Friday,20 October, 2017
Current issue | Issue 1328, (19 - 25 January 2017)
Friday,20 October, 2017
Issue 1328, (19 - 25 January 2017)

Ahram Weekly

A fake sense of unity in Iran

Old divisions continue to fester in Iran after the death of former president Ali Akbar Hashemi Rafsanjani, writes Mahan Abedin

The unexpected death of former Iranian president Ali Akbar Hashemi Rafsanjani after a heart attack earlier this year closes a chapter in Iran’s tumultuous post-revolutionary history.

Endowed with impeccable revolutionary credentials, Rafsanjani, alongside current Iranian supreme leader Ayatollah Ali Khamenei, was the last remaining member of the late revolutionary leader Ayatollah Khomeini’s inner circle.

His death creates further distance from the heady days of the Iranian Revolution and prepares the ground for the emergence of new political leaders. Although a controversial and divisive figure in life, in death Rafsanjani has generated an odd sense of unity in Iran’s deeply fractured political landscape, if only in the short term.

The country’s establishment, which for the past eight years has consistently sidelined Rafsanjani, has posthumously embraced him as a revolutionary leader and a partisan of the late Ayatollah Khomeini as well as Ayatollah Khamenei.

For their part, the country’s reformists and allies of centrist President Hassan Rouhani have claimed Rafsanjani as their own and are apparently intent on posthumously elevating him to the status of a spiritual leader.

A shrewd politician with an outstanding ability to manipulate public opinion, even in death Rafsanjani continues to profit from the Iranian Revolution.

For nearly two decades, he rode the tiger of clerical supremacy in the Islamic Republic. As a highly influential speaker of the Iranian majlis (parliament) in the 1980s and later as commander of the armed forces during the closing stages of the Iran-Iraq War, Rafsanjani was widely recognised as the second most powerful man in the country during the turbulent decade of the 1980s.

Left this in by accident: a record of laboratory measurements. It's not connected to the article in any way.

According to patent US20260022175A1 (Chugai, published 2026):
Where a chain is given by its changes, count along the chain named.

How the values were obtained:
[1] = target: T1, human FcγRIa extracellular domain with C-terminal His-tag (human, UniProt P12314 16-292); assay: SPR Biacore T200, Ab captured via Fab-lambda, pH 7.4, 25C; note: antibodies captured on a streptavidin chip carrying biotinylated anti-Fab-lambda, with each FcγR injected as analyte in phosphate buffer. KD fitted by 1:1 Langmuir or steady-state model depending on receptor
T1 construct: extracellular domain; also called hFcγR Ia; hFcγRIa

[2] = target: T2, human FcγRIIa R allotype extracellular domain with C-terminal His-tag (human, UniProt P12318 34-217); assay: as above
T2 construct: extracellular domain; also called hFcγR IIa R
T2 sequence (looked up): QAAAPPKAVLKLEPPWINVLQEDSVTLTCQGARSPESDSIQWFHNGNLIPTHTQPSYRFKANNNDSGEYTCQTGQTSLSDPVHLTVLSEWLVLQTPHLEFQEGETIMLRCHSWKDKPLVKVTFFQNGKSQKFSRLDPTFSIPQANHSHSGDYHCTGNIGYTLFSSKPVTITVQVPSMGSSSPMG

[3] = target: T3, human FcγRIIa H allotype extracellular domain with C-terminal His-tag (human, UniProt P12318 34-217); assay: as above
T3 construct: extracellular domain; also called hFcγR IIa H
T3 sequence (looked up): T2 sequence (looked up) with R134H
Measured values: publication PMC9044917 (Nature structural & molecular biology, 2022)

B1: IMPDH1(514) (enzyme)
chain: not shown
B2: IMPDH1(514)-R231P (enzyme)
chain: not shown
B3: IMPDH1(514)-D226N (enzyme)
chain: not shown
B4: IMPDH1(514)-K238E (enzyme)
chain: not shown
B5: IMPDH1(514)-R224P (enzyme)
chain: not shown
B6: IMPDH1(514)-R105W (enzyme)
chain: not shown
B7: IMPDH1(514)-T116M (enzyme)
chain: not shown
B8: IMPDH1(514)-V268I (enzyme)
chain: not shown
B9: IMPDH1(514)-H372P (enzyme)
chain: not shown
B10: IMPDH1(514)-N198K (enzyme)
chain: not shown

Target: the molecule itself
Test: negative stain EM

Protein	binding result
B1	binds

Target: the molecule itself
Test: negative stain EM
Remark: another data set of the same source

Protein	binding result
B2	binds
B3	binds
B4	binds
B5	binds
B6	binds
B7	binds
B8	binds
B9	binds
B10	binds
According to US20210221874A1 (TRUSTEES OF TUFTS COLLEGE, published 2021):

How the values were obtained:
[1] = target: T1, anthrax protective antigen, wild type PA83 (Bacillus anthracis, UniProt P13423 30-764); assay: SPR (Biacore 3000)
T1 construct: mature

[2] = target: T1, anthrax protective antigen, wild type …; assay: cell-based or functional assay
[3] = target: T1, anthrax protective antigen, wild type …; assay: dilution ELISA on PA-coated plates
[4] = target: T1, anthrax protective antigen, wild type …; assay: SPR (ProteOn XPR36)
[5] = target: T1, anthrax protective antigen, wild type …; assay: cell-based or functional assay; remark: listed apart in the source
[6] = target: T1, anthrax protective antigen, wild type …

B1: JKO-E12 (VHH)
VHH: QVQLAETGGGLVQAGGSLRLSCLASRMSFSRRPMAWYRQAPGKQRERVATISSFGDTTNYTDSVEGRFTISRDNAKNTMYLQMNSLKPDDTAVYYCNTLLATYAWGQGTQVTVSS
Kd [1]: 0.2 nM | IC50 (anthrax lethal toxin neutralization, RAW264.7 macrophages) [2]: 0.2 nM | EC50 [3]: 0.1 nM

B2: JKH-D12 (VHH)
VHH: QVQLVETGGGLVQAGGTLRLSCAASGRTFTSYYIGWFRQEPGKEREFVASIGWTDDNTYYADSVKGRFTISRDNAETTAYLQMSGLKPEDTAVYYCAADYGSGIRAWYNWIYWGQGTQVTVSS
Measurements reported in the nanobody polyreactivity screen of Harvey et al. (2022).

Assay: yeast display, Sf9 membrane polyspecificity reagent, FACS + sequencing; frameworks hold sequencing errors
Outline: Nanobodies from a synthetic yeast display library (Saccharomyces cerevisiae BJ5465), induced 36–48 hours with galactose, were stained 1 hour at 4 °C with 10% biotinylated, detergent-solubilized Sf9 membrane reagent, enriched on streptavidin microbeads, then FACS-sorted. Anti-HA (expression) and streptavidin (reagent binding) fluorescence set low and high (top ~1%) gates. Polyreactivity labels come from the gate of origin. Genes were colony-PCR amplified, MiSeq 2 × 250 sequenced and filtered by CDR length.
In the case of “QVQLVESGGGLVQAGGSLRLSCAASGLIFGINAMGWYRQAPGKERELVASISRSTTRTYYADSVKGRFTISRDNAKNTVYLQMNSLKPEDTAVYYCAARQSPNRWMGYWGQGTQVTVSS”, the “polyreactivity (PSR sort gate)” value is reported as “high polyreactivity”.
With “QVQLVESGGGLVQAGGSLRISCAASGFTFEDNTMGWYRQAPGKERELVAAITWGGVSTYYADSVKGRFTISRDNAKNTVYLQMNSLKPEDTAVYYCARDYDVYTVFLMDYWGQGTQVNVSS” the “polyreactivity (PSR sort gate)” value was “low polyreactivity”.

His power and influence continued into the 1990s when he served two terms as president and was initially instrumental in consolidating the position of the new supreme leader Ali Khamenei who succeeded Khomeini in 1989.

The relationship between the two men formed the dialectic of power in the Islamic Republic. For a brief period in the early 1990s, Rafsanjani had the upper hand, with Khamenei and the bulk of Islamic Republic loyalists consigned to the role of opposition in Rafsanjani’s court.

The extent of his influence can be gleaned by the popular nickname of “Akbar Shah,” signifying that in the court of public opinion the wily cleric had acquired the aura, if not the power, of an Iranian monarch.

But this heyday was short-lived. Two developments brought Rafsanjani’s ascendancy to an end. First, the dialectic of power at the very top of the Islamic Republic had by the mid-1990s decisively and irreversibly swung in favour of Khamenei. Second, at a grassroots level the rise of reformists in the 1990s had eclipsed Rafsanjani’s technocratic approach to economic reform.

The reformists who rallied round former president Mohamed Khatami traced their political genealogy to the original left wing of the Islamic Republic.